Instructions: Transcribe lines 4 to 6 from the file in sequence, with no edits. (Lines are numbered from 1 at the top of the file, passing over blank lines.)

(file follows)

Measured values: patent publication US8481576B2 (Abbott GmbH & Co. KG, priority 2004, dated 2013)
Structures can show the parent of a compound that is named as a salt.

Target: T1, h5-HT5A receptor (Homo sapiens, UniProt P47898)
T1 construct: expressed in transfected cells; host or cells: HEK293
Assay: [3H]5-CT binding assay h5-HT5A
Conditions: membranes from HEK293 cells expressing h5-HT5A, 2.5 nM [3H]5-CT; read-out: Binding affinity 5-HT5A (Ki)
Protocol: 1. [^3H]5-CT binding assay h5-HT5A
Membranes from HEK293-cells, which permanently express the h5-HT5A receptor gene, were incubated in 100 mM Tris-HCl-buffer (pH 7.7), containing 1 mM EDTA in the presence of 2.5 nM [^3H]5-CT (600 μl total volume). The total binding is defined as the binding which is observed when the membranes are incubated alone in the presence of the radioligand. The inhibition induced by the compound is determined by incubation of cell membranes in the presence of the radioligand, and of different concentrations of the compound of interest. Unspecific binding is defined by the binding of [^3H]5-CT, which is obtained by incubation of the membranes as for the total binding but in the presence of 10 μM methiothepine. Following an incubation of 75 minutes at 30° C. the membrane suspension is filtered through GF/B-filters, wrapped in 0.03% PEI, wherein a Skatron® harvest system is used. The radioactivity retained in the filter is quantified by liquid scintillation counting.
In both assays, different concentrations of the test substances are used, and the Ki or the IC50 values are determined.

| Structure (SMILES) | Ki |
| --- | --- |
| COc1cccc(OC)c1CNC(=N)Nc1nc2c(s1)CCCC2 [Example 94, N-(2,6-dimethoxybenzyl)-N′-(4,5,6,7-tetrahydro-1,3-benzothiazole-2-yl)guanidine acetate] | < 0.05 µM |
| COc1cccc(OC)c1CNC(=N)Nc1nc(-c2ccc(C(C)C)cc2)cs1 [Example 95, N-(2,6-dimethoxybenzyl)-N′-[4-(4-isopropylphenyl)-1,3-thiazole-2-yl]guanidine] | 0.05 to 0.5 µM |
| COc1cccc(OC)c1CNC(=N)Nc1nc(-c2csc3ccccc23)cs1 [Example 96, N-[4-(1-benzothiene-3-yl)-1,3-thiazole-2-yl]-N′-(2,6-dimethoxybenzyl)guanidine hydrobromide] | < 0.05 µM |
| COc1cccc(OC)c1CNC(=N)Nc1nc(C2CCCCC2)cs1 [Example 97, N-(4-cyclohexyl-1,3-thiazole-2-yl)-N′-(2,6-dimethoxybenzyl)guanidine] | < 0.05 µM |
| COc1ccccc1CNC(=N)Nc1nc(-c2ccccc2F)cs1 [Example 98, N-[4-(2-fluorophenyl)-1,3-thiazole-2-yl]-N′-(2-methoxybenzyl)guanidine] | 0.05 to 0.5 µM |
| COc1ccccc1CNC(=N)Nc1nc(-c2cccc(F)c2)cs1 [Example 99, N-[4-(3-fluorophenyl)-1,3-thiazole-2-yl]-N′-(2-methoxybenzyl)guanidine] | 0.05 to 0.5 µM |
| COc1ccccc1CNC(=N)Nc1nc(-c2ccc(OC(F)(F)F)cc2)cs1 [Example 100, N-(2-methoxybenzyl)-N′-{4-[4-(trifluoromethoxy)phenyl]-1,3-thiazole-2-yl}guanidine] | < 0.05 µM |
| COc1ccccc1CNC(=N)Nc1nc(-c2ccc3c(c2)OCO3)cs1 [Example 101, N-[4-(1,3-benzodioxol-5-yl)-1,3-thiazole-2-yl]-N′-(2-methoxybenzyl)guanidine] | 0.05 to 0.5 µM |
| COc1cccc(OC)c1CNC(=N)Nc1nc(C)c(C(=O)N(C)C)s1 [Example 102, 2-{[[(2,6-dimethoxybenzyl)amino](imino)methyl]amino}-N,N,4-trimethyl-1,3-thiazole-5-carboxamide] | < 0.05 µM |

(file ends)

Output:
T1 construct: expressed in transfected cells; host or cells: HEK293
Assay: [3H]5-CT binding assay h5-HT5A
Conditions: membranes from HEK293 cells expressing h5-HT5A, 2.5 nM [3H]5-CT; read-out: Binding affinity 5-HT5A (Ki)